Black Looks - Including an African LGBTIQ+ Archive

Haiti, Occasional Musings

Beganabe,  in the Central Plateau

Charity perpetuates poverty 

Charity is dishonest 

Charity takes away choices

Beganabe,  in the Central Plateau and a few miles north of the city of Hinche,  is a remote desolate expanse, dry and treeless which leaves the air thick with dust.   Hinche is the home of Haitian revolutionary, Charlemagne Péralte who led a resistance movement known as Cacos against the  US occupation from 1915-1934.    Péralte was assassinated by the US in 1919 and in an act of barbarity, crucified his body to a door for public display.

“Le Mouvement Paysan Papaye (MPP)”  commune outside Beganabe is an agricultural project of 6 hamlets each with 10 individual homes created to support 60 family units engaging in sustainable agricultural livelihoods.   In January this year, I  visited one of the hamlets of which 8 homes were occupied.   Each family in the project has received the following:  a 3 roomed house with one small outhouse at the rear;  a vegetable garden area with seeds and a promise of 2 goats and 6 chickens which have yet to be delivered; a short term supply of basic foods such as rice, beans and oil.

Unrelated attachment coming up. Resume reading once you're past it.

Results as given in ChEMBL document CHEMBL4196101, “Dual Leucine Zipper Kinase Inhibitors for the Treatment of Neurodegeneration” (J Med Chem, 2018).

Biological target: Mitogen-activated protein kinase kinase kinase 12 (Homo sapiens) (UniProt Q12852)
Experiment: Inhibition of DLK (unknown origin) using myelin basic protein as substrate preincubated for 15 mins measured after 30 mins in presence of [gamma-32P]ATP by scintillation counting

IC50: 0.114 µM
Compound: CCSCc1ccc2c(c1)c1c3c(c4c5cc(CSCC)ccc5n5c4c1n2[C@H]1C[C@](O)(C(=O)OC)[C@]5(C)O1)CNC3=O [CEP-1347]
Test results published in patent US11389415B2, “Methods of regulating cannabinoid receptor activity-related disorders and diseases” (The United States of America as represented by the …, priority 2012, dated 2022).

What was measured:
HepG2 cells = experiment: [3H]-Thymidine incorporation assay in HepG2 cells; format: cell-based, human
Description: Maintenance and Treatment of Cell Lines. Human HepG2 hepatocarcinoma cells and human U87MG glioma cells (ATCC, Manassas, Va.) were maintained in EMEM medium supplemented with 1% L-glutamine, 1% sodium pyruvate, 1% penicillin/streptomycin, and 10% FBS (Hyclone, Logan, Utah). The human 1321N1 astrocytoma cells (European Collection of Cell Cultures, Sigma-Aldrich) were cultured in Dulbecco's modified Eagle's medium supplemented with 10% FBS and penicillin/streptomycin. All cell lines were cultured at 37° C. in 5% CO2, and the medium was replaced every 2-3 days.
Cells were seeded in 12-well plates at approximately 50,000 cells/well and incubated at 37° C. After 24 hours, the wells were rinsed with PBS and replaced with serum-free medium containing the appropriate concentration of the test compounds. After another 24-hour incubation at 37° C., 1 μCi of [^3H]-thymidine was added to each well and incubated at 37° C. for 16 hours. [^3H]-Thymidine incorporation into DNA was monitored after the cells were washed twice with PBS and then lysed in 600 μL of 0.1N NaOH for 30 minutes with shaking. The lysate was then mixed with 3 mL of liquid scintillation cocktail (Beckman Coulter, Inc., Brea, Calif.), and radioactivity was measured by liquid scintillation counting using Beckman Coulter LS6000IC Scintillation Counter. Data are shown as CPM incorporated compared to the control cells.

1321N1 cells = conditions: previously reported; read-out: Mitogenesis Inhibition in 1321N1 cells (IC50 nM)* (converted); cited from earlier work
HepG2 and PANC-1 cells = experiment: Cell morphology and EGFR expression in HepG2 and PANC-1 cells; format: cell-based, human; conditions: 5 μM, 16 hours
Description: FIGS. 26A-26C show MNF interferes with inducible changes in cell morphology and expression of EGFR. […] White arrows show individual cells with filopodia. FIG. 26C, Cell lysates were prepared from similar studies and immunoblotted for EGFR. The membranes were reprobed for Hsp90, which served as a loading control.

Some distance from the houses are a number of latrines,  one shared by two or three families.   There is one water tap for the whole hamlet about 1/2 to 3/4 of a mile from the houses depending on the location of the house.    This single water supply is for gardens, washing, cooking and drinking.   At the center of the village is a community building.

The houses have no windows, just slats for air.  There are no ceilings below the zinc roof to protect from the extreme cold nights and burning hot days.   There is no plumbing and no bathrooms. The outhouses have no doors and it is not clear whether they are supposed to be kitchens or bathrooms.   This is how houses for the poor are built in Haiti, always the bare minimum.